• Flamin' Martians
  • Area 51
  • Bioteleskooppi
  • Pariisi 2013
  • Punainen lokakuu, hevonen
  • Vitriini

Eero Tiittula


Jätkä 2 14.9.-29.9.2013

Eero Tiittula
Flamin’ Martians – A retrospective of the nonexistent
Galleria Huuto Jätkäsaari 1
NOTICE: New opening hours: tue-sun 12-17

Flamin’ Martians – A retrospective of the nonexistent

The curator’s words

My first encounter with the Flamin’ Martians was in Glasgow in early 2008. I was earning my weekly lunch money as a living statue when someone handed me a deep-fried disc wrapped in a greasy flyer. During the next three years I spent in Scotland, I began to compile an overall view of the Flamin’ Martians through occasional observations and discussions. A retrospective of the nonexistent is mainly based on my notes and documentation from Glasgow.

The Flamin’ Martians are characterized by contradiction. They dissociate themselves from visual arts but utilize artistic expressions extensively. They do not sign their flyers and their graffiti does not include tags, but the members wear leather jackets with a logo. The Flamin’ Martians deny their existence but leave signs behind and make claims about their existence even though the signs seem to lead to nowhere. What they do is both ironic and serious and their activities target various areas that are mainly associatively linked to each other.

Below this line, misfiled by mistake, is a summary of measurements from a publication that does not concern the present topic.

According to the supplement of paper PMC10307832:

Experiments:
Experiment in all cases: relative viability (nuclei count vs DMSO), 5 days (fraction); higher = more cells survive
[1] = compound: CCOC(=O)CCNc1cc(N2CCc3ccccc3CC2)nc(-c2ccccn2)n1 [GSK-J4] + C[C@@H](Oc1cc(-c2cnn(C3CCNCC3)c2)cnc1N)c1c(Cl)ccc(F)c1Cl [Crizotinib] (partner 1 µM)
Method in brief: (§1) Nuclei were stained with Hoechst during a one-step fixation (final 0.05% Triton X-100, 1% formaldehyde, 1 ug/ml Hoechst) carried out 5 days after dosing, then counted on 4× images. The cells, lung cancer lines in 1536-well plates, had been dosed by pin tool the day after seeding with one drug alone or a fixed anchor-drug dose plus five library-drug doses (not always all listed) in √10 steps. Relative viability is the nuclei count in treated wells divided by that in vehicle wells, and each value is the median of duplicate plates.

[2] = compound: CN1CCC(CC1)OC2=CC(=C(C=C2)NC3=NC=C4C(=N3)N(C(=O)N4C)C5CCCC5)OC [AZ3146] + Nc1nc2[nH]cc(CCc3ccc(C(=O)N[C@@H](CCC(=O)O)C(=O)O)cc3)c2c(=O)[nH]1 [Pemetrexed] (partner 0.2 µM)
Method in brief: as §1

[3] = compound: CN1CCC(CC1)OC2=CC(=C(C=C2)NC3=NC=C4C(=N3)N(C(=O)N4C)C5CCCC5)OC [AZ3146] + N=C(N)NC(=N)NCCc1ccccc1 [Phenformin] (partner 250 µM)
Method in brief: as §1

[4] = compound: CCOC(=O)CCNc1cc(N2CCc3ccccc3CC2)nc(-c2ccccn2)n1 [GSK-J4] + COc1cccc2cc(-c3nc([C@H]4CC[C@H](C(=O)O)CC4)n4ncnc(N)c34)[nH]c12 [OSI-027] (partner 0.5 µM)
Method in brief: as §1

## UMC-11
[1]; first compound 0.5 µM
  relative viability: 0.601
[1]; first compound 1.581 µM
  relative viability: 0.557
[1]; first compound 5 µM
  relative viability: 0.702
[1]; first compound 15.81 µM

This contradiction poses a challenge to the curator. A retrospective is usually expected to link together a variety of developments, to tell a coherent story. The Flamin’ Martians avoid the Aristotelian dramatic structure: the beginning is not known, the end does not exist and the confusing middle does not help you understand either one. The fragmentation and inconsistency that the curator has to resort to does, however, reflect the experiences and mindset from which the Flamin’ Martians has grown.

The Flamin’ Martians are above all a manifestation of the 21st century counterculture. Behind the pseudo-religious rhetoric and symbolism, one can see a purely agnostic ideology that turns its back on all kinds of fundamentalism. The Flamin’ Martians aim for a utopia (i.e. the nonexistent) consciously in the literal sense. The aim is to keep the movement going avoiding purism which leads to the disappearance of discussion and openness.

Eero Tiittula

I wish to thank Maija and Solja for their inspiration. I also wish to thank the Finnish Art Society and Pertti Tiittula for their financial support. Finally, I wish to thank Mary Wintour and Arron Sands for the discussions and John Miller for borrowing his Flamin’ Martians jacket.